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Journal of Biodiversity & Endangered Species

ISSN: 2332-2543

Open Access

Production and potentials of Biomass residues and wastes for energy and materials recovery

Abstract

Ashraf Abdelrahim

To prevent plastic leakage and pollution, plastics have been at the top of the political agenda in Europe and around the world. The COVID-19 pandemic, on the other hand, has significantly disturbed plastic reduction policies at the regional and national levels, as well as substantial changes in plastic waste management, all of which have the potential to have detrimental environmental and human health consequences. The rise in global population, combined with economic development, has resulted in fast urbanisation and industrialization, which has altered the population's consumption patterns, resulting in an increase in demand for energy and related services. Biomass leftovers and wastes have the potential to be significant sources of energy and materials. Forest, agricultural, and livestock residues, as well as energy crops, the organic component of municipal garbage, and other organic waste streams, can all be used to produce bioenergy. This article examines the potential energy production from biomass residues and wastes on a regional and worldwide scale, taking into account the amount of residues and wastes from main sources as well as pretreatment and conversion methods. Agricultural and forestry residues, animal residues, and municipal wastes are all examples of biomass energy sources. Statistical reports and a literature review were used to calculate the potential biomass resource quantity. In Italy country, residues from agricultural and forest, as well as urban wastes offer a substantial biomass potential. However, determining the national biomass availability is complicated not only by a lack of reliable official data, but also by a conceptual distinction: whether "available" refers to the total amount of biomass available in the territory (potential availability), or to the availability that is technically and economically viable.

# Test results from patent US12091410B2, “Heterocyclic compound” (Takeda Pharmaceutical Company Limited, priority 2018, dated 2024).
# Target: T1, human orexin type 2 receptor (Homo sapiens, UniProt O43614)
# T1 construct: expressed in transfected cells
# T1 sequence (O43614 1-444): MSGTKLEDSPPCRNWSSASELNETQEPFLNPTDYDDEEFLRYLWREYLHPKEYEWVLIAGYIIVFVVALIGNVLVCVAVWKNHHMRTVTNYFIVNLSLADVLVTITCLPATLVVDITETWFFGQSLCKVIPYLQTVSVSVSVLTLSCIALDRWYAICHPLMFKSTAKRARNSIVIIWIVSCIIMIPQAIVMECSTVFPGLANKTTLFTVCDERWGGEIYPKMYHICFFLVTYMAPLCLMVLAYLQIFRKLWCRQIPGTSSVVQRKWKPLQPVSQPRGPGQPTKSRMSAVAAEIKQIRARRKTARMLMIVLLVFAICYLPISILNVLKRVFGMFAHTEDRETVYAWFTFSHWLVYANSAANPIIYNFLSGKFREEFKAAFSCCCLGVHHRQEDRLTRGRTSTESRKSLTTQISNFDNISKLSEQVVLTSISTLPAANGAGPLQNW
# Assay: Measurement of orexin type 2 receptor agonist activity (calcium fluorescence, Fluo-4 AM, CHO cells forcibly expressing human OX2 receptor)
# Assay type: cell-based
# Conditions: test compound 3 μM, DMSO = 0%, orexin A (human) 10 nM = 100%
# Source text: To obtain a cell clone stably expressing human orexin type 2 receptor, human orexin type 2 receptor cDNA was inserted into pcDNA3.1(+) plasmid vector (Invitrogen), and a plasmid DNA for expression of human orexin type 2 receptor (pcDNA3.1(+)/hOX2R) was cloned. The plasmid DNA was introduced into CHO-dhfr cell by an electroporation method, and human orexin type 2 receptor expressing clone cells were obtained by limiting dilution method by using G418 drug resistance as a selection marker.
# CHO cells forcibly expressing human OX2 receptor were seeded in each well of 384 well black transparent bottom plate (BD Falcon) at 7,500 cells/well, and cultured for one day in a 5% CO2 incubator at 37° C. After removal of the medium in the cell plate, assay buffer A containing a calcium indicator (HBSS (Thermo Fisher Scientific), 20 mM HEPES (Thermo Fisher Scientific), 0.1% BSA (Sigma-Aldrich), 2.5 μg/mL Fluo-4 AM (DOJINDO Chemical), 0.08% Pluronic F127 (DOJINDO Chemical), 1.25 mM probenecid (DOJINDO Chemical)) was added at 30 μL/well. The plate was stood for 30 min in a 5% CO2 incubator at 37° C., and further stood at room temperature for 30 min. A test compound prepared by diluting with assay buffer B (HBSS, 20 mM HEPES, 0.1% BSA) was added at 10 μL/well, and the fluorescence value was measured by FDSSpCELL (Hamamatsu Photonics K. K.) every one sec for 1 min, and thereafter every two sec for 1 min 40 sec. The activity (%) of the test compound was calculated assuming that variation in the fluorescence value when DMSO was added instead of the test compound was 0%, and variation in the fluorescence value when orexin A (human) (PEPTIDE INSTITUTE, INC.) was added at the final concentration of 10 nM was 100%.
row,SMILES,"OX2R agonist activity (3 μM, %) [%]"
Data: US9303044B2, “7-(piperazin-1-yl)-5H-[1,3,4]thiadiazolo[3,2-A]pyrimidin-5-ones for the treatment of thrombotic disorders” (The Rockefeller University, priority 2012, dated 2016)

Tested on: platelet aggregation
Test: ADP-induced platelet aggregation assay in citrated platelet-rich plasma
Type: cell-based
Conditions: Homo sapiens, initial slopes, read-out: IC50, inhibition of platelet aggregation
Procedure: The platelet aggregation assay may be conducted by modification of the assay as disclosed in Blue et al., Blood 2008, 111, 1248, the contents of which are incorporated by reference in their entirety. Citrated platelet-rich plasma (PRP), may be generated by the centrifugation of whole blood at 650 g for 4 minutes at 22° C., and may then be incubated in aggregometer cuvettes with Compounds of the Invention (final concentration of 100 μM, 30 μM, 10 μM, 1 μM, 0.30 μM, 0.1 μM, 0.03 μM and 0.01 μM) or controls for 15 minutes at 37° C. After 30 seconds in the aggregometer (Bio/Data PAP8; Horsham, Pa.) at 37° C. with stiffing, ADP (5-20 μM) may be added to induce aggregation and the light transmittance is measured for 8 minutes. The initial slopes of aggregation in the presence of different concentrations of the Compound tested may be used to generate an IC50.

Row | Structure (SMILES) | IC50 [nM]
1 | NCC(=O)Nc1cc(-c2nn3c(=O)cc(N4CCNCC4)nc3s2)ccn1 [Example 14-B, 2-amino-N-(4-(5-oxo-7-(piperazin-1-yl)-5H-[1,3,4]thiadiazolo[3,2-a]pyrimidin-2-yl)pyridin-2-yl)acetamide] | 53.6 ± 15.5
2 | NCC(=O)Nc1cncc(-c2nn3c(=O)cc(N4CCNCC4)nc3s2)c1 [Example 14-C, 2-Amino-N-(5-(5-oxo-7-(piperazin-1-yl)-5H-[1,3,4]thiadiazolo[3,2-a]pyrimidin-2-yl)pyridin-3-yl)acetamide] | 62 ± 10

This study gives an overview of plastic regulations and analyses how they were adjusted during the COVID-19 epidemic, as well as their potential environmental consequences. The sudden increase in plastic waste and composition as a result of the COVID-19 pandemic highlights the urgent need to strengthen plastic reduction policies (and put them into action as soon as possible), scale up innovation for sustainable and green plastics, and develop dynamic and responsive waste management systems. Policy recommendations and future research directions are discussed. Biography: Ashraf Abdelrahim is a doctoral student on Energy Science and Engineering program at University of Naples Parthenope. He majored in Mechanical Engineering at University of Khartoum, Sudan, and received MSc in Energy Engineering from the University of Khartoum in 2012. His research interests include energy management, simulation and modelling, energy consumption and planning and transition to sustainable energy systems, as well as energy efficient buildings and industry. He is involved in Parthenope's Laboratory of Thermo-fluid dynamics, Energy, and HVAC systems (LaTEC), an environment for experimental research in the above-mentioned areas. His doctoral study has been funded by National Research Council (CNR), the largest research council in Italy.

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